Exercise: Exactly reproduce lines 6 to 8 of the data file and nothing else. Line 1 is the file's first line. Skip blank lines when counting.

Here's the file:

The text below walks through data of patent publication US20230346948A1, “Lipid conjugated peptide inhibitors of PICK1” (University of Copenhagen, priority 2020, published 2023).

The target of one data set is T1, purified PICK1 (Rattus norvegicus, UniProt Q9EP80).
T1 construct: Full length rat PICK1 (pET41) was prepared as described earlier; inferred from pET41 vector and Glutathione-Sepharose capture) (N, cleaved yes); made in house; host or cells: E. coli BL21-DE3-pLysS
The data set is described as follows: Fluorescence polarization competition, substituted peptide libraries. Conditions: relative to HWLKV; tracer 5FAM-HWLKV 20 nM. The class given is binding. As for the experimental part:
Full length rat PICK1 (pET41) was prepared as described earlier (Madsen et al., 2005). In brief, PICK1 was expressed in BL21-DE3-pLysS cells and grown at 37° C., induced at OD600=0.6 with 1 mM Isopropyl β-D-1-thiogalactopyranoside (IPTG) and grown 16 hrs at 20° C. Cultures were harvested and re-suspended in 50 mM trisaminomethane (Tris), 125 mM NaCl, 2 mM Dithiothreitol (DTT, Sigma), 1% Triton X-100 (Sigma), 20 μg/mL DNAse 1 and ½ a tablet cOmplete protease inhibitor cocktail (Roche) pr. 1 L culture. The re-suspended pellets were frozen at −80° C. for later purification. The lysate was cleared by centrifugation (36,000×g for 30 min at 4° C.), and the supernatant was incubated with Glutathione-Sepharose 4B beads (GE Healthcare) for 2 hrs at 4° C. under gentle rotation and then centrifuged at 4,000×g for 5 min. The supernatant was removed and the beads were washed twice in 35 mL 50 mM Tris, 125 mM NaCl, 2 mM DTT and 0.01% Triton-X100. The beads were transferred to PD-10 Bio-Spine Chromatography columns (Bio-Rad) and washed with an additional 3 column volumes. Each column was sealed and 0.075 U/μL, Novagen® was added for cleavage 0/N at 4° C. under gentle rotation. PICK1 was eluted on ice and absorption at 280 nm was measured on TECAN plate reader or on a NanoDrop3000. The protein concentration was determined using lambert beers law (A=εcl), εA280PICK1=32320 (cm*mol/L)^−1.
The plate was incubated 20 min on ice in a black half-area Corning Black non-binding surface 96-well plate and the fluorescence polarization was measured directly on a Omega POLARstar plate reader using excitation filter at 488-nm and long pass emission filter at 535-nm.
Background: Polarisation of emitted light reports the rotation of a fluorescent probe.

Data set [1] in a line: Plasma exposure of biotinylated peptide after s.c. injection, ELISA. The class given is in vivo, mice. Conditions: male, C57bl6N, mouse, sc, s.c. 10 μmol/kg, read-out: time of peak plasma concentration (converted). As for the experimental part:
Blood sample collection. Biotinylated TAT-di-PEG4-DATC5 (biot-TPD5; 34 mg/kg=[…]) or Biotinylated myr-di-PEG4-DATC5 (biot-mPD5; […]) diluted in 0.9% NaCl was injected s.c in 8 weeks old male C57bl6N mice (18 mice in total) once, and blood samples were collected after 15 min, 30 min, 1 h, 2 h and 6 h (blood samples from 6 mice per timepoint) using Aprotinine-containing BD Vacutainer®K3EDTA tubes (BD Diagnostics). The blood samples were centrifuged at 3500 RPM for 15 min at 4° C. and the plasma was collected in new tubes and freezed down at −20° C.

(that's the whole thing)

The plate was incubated 20 min on ice in a black half-area Corning Black non-binding surface 96-well plate and the fluorescence polarization was measured directly on a Omega POLARstar plate reader using excitation filter at 488-nm and long pass emission filter at 535-nm.
Background: Polarisation of emitted light reports the rotation of a fluorescent probe.

Data set [1] in a line: Plasma exposure of biotinylated peptide after s.c. injection, ELISA. The class given is in vivo, mice. Conditions: male, C57bl6N, mouse, sc, s.c. 10 μmol/kg, read-out: time of peak plasma concentration (converted). As for the experimental part: